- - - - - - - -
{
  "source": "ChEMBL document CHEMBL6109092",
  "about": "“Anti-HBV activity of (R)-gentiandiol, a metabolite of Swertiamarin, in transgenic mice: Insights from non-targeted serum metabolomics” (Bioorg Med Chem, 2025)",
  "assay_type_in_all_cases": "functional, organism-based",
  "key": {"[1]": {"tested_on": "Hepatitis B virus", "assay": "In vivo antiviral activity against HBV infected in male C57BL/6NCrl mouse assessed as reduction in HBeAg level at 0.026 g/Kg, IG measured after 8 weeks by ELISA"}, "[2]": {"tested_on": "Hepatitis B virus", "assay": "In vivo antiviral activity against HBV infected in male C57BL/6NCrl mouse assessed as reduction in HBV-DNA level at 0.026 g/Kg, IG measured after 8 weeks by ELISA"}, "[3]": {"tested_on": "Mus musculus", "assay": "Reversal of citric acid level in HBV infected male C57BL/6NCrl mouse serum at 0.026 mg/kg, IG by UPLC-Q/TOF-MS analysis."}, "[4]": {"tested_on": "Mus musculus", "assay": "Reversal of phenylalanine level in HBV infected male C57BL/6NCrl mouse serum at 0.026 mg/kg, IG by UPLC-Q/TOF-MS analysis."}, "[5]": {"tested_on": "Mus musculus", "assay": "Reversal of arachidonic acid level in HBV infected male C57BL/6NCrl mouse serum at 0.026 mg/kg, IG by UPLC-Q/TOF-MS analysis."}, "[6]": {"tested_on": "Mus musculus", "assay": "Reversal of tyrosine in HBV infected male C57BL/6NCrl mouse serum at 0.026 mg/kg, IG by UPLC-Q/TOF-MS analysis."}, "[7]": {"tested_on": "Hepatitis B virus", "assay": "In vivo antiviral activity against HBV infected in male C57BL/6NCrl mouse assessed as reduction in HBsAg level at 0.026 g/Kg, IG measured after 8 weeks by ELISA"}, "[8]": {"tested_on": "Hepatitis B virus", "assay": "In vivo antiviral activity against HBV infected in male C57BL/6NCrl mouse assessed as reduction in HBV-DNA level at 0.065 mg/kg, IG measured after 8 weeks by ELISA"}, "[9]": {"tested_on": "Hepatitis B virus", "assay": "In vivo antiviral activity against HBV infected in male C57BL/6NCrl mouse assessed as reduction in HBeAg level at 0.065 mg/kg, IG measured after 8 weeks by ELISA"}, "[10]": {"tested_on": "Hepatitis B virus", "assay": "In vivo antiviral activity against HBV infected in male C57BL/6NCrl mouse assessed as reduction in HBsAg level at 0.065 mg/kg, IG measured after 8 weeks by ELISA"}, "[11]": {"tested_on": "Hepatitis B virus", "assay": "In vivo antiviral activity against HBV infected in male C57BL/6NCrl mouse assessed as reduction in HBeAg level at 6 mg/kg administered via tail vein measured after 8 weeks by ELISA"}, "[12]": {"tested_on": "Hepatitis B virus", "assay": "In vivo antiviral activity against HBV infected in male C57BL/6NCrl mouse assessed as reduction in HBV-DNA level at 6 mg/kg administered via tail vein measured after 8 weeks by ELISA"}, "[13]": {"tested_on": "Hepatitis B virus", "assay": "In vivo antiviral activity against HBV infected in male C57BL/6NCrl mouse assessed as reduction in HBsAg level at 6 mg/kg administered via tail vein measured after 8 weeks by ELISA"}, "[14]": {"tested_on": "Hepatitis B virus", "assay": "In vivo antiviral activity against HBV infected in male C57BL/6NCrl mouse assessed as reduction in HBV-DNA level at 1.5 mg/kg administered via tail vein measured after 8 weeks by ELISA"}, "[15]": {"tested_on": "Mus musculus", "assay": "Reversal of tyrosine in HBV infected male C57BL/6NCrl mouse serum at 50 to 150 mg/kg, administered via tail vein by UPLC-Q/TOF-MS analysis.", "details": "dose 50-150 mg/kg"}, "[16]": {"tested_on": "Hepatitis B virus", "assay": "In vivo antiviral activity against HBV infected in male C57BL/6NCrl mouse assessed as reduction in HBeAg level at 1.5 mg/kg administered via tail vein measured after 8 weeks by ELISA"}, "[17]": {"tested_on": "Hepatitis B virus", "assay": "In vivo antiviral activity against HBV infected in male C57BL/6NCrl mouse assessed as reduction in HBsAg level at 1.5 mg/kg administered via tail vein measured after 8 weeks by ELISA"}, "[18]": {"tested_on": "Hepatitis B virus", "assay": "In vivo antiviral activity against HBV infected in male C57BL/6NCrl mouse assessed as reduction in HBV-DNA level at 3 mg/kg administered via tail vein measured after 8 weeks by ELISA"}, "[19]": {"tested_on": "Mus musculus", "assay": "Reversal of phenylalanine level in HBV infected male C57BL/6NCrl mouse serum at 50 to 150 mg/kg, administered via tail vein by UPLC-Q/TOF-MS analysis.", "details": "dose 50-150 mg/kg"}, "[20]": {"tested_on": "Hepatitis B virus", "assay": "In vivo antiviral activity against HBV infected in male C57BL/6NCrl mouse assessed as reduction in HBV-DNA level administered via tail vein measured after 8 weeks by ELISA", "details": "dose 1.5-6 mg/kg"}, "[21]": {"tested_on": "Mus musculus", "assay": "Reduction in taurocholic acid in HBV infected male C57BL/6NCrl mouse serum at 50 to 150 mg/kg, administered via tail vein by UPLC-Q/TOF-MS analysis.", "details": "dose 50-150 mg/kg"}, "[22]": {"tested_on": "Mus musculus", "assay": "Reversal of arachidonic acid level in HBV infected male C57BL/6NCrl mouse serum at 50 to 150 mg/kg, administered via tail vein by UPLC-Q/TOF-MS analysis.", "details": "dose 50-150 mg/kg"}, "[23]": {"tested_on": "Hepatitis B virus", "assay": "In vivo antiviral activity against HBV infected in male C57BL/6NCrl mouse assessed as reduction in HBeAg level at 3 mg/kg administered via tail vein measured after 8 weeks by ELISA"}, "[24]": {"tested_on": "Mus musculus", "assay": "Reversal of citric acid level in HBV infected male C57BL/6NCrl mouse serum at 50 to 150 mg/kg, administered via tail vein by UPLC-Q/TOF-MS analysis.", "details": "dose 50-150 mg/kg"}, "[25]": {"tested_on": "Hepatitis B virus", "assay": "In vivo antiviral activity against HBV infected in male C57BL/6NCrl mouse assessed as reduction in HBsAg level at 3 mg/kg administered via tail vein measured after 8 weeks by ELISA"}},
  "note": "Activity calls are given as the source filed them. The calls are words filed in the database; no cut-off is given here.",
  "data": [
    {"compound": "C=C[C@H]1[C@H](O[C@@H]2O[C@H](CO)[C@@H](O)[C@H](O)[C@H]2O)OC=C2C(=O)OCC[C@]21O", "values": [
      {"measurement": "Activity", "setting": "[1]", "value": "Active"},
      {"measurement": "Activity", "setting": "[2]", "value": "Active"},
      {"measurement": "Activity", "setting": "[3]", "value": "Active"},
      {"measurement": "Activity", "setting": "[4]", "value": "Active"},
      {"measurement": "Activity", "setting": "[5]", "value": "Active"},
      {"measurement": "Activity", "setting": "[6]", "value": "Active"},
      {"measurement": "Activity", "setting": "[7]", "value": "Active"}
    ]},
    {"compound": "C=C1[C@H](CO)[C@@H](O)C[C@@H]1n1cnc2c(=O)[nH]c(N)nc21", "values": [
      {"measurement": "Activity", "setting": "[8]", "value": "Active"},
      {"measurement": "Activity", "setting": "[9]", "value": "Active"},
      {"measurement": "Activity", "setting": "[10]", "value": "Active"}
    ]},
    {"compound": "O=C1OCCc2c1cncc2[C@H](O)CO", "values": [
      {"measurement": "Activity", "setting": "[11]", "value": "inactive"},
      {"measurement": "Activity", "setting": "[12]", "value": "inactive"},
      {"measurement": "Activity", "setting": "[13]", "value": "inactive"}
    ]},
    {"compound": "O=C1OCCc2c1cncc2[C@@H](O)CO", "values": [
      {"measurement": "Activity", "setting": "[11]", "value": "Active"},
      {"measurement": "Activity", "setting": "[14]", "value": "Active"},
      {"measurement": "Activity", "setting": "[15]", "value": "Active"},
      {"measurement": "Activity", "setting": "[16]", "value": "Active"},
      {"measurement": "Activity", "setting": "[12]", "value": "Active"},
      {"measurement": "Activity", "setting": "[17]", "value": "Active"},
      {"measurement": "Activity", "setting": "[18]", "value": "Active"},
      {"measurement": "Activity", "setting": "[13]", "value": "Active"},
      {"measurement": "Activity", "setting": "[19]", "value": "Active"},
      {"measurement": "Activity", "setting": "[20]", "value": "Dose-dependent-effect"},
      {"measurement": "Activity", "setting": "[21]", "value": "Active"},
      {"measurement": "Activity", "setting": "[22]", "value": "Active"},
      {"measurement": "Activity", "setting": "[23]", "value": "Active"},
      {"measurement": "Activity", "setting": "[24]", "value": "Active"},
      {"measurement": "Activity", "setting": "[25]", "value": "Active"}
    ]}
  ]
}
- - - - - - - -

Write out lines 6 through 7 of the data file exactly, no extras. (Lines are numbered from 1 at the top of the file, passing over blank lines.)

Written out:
  "note": "Activity calls are given as the source filed them. The calls are words filed in the database; no cut-off is given here.",
  "data": [